Though the quality of the climbing is undeniable, there are numerous drawbacks. The approach is truly heinous for the most accessible boulders, and gets worse for the more remote areas. All of the blocks are situated over 10’000 feet (some higher), which makes the climbing season tragically short. Even during the peak summer season, days are often cut short by sudden thunderstorms, high winds, and snowfall. The sun is intense and the air is thin. Any injury is potentially serious as help is far away and retreat is long & involved. Mosquitoes and other pests are ubiquitous.
There are numerous distinct bouldering areas scattered across the slopes of the mountain, with the most popular being those along the Chicago Lakes Basin, a beautiful glacial valley northeast of the summit. Creatively named Area A, Area B, Area C & Area D, these areas are the most accessible and offer the bulk of the developed boulders. Most of the well-known problems, such as the Dali, Gorillas in the Mist, All Dogs Go to Evans, and Timeline, are found in Areas A & B. Excellent problems can also be found at Lincoln Lake, which is south of the paved highway CO-5.
The vast majority of the boulders are located within the Mount Evans Wilderness Area. Please read the access bulletin and abide by the instructions. This is an alpine environment! Inclement weather moves in fast, and approaching storm systems are often hidden behind the mountain until they are right on top of you. Be prepared for any conditions, to include snow & lightning. Dehydration occurs more quickly at higher altitudes; bring twice as much water as you think you’ll need.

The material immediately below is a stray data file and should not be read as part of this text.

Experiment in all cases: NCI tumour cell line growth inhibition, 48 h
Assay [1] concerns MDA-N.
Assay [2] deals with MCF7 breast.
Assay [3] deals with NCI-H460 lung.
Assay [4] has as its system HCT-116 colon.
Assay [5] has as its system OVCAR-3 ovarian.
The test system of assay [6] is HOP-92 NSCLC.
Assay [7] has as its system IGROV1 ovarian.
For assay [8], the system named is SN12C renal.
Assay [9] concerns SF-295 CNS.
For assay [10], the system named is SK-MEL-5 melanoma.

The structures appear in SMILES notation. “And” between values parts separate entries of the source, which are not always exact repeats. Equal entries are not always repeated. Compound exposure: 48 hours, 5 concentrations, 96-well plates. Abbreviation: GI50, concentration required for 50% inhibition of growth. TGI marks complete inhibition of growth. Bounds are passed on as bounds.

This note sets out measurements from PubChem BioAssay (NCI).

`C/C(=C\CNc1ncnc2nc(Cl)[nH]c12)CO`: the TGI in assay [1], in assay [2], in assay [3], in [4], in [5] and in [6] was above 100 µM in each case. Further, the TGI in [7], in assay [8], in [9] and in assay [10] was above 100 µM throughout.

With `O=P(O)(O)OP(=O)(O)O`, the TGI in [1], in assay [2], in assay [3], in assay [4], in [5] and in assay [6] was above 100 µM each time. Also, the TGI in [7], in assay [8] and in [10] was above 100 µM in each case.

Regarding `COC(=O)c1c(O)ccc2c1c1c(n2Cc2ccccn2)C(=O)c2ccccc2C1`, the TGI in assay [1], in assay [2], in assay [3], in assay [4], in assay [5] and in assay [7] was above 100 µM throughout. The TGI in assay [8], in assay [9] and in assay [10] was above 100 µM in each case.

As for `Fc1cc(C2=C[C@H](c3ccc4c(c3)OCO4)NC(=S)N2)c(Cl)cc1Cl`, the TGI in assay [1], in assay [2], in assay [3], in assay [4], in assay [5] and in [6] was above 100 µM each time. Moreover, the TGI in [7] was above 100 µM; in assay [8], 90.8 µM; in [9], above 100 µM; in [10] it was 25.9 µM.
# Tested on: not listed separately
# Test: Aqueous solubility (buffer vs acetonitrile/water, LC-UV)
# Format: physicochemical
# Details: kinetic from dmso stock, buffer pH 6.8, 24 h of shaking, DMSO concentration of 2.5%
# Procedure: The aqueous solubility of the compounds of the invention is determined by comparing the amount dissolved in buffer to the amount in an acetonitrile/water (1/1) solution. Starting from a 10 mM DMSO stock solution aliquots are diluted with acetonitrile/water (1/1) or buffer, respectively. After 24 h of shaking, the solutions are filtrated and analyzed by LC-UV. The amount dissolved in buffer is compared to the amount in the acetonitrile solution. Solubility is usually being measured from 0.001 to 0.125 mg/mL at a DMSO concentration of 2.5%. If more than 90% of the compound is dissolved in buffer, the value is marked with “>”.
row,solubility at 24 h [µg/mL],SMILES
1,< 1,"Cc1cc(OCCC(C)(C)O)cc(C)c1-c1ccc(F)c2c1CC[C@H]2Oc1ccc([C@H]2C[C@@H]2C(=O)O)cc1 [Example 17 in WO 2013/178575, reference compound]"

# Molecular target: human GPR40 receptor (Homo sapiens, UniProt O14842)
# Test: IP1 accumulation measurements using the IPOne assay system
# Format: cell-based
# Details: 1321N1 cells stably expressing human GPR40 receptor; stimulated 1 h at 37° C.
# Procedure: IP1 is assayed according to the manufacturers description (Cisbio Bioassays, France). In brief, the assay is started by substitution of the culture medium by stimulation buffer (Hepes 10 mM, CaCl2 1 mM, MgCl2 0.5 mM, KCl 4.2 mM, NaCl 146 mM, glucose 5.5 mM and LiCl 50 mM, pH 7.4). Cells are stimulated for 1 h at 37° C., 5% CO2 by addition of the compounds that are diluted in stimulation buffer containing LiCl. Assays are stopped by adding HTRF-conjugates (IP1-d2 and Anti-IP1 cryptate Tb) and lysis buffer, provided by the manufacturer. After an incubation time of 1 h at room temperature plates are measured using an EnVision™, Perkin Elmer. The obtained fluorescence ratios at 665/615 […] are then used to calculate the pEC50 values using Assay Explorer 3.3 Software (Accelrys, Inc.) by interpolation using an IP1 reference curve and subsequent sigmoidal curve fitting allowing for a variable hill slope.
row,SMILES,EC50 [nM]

Mt Evans is located ~30 miles west of downtown Denver. Take I-70 to the town of Idaho Springs, then follow CO-103 towards Mt Evans. For Areas A – C, park at the Echo Lake Picnic area, just west of mile marker 13. For Area D, follow the summit road (CO-5, $10/vehicle entrance fee may apply)to Summit Lake.
The Ladder, aka Indian Ladder, is an excellent warmup in the Bierstadt Area. This southeast-facing problem is extremely popular, featuring big moves on huge holds. The problem is a bit harder than it looks, but once you figure out which part of each hold to grab, this line will feel much easier. Begin with a sit start in the bottom of the pit, with hands matched on the big sloper. Pop up to the first rail, and so on towards the top. The holds get much more positive after the long reach at ...[more]Browse More Classics in CO
I'm shocked! I thought everyone and their mom was against letting information leak in this area. That's why I never put it up. People seemed to be vexed even when you mentioned the area a few years ago when it was first blowing up in popularity. We should tell everyone about areas B, C, D, the Arials, and Lincolin park too while we're at it maybe then we can stash enough pads to get Mt. Evans closed to climbing all together! I was personally asked to keep my mouth shut about the area a few years ago, by people associated with the NFS.
Don't get me wrong, I love documenting areas and making great finds accessable to other people. I'm just really surprised I guess, considering I stopped going to the area when all the commotion was going on just to try to prevent it from getting restricted or shut down. I've not been back in over 2 years and I live less then 1/2 an hour away! Now everyone and their mother will be there impacting it....